It’s bankrupt in the United Kingdom, where it raises the cost to consumers by £1.1billion; where for every job created in the United Kingdom in “renewable energy” 3.7 jobs are lost; and in winter (when they’re needed most) Britain’s forest of wind turbines consumes more power than it produces.

So where is Norman getting his news from? Certainly not from Europe. And not from the States either, where despite the combination of Obama’s windy rhetoric and billions of dollars of subsidies “sustainable energy” is still not sustainable--where the White House sank half a billion taxpayer dollars into Solyndra, a company it knew was failing, and did--where the companies Ener1 and A123 Systems floundered after sucking another half-billion from taxpayers--which are dwarfed by the failure of company Solar Trust of America, which failure on its own leaves US taxpayers on the hook for a further $2.1billion!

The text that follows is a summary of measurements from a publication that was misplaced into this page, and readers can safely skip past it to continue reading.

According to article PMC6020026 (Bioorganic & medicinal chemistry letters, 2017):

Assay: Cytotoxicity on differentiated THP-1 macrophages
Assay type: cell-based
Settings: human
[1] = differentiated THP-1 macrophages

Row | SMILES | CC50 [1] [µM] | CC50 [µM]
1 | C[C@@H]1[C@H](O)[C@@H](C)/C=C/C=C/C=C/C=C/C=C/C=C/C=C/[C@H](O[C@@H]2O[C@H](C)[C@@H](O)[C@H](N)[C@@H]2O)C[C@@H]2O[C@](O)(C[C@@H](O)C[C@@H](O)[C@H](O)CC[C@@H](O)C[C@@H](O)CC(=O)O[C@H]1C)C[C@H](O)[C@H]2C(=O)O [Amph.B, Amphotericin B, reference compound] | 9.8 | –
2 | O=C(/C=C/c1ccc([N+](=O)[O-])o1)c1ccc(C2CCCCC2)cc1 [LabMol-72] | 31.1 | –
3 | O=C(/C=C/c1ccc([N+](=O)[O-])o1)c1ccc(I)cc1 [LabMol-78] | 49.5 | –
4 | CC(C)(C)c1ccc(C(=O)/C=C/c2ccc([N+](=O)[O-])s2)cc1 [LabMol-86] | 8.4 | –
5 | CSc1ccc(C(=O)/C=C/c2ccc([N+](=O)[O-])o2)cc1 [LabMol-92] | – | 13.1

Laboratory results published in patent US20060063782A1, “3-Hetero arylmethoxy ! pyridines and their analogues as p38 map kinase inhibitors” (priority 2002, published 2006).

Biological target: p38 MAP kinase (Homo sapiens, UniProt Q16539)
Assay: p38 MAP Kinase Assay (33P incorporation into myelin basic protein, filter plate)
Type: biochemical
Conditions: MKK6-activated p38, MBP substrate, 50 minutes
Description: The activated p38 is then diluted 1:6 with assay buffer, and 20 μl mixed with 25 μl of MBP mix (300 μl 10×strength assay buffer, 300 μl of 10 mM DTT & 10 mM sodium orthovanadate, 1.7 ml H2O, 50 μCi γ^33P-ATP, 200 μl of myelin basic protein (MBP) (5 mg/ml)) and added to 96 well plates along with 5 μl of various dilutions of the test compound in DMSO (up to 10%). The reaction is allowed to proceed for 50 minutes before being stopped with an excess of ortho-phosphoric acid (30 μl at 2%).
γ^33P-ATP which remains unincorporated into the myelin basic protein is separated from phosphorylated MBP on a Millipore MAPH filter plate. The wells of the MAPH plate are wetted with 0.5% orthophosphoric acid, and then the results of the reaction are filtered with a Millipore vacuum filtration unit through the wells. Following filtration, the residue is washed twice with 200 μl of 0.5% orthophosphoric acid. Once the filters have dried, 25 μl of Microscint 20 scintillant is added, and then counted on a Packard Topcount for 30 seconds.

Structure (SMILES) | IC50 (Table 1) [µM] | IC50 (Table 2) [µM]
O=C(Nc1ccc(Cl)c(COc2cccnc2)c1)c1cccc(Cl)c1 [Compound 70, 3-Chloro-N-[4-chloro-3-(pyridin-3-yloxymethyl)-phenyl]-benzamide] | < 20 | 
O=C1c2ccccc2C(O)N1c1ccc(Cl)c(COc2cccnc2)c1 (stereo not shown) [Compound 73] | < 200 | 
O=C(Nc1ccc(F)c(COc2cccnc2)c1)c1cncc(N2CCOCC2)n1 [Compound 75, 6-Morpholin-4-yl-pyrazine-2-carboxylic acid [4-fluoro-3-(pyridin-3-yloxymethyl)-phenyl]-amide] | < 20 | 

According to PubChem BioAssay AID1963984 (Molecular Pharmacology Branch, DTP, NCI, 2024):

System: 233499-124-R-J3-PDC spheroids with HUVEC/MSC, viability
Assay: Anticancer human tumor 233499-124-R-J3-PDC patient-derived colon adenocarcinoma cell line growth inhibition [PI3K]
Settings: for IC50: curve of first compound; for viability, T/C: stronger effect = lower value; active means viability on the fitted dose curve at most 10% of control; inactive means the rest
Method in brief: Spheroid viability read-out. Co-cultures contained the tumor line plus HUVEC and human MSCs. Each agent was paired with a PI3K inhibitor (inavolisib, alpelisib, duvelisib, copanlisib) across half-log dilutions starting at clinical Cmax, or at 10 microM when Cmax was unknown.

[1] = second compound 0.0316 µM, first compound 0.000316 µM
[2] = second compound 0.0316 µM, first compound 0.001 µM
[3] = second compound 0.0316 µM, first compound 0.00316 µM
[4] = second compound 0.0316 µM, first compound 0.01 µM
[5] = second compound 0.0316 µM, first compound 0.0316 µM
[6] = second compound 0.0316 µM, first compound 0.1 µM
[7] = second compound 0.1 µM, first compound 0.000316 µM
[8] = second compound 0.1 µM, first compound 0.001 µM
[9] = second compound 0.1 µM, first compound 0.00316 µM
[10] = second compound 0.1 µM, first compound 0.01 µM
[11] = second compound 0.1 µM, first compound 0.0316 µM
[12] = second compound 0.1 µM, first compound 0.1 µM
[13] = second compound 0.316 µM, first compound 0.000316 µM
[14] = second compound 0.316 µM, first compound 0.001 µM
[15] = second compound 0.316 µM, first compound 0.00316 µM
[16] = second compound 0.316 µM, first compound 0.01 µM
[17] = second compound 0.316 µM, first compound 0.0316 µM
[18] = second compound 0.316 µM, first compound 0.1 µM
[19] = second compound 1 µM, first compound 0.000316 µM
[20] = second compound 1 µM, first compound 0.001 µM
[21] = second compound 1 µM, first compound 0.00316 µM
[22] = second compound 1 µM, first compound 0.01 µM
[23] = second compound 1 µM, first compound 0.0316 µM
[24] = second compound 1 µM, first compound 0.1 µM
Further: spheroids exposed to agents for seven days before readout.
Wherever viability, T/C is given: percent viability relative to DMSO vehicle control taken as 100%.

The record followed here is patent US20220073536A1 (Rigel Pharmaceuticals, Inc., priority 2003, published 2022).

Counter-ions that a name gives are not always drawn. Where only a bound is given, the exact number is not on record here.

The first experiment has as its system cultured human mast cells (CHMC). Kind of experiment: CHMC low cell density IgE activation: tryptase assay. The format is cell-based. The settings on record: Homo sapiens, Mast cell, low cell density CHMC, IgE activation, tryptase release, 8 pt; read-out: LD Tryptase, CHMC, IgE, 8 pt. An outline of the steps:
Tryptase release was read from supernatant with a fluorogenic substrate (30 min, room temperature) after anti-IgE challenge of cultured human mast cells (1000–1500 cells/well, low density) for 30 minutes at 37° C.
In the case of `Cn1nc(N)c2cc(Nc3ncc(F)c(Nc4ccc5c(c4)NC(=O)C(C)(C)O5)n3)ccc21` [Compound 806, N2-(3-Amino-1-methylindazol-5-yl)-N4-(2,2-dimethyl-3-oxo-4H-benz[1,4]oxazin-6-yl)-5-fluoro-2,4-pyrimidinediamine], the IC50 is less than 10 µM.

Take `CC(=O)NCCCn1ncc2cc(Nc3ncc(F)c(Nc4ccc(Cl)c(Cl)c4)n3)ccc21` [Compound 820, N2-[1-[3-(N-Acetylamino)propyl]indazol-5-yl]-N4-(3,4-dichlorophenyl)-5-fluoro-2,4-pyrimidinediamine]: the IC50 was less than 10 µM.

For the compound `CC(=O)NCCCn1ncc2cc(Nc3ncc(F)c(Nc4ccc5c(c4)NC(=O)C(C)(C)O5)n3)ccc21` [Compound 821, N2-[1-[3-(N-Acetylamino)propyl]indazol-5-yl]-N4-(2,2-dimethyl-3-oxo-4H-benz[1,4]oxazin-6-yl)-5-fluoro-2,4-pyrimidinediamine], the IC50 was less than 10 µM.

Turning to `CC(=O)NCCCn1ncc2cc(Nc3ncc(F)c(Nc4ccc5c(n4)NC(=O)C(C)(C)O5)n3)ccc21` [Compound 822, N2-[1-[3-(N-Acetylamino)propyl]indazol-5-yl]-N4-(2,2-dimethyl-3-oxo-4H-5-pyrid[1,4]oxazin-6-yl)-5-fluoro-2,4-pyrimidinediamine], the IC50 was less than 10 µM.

And these are  just the headline failures. Sterling Burnett lists the whole sorry mess of America’s green energy’s bankrupt blackout, first, the bankruptcies:

    • Beacon Power Corp: Received $43 million in federal loan guaranteed in 2009 and also received $29 million in PA grantsBankrupt in October 2011
    • Ener1 (parent company of EnerDel): Received $118.5 million in federal loan guaranteesBankrupt in January 2012 – has since exited bankruptcy
    • Evergreen Solar: Received $58 million in MA loan guarantees (an undisclosed portion sourced from federal ARRA block grant)Bankrupt in August 2011 with $485.6 million in debt
    • SolyndraReceived $535 million in federal loan guarantees in 2009 and $25.1 million in CA tax creditBankrupt in August 2011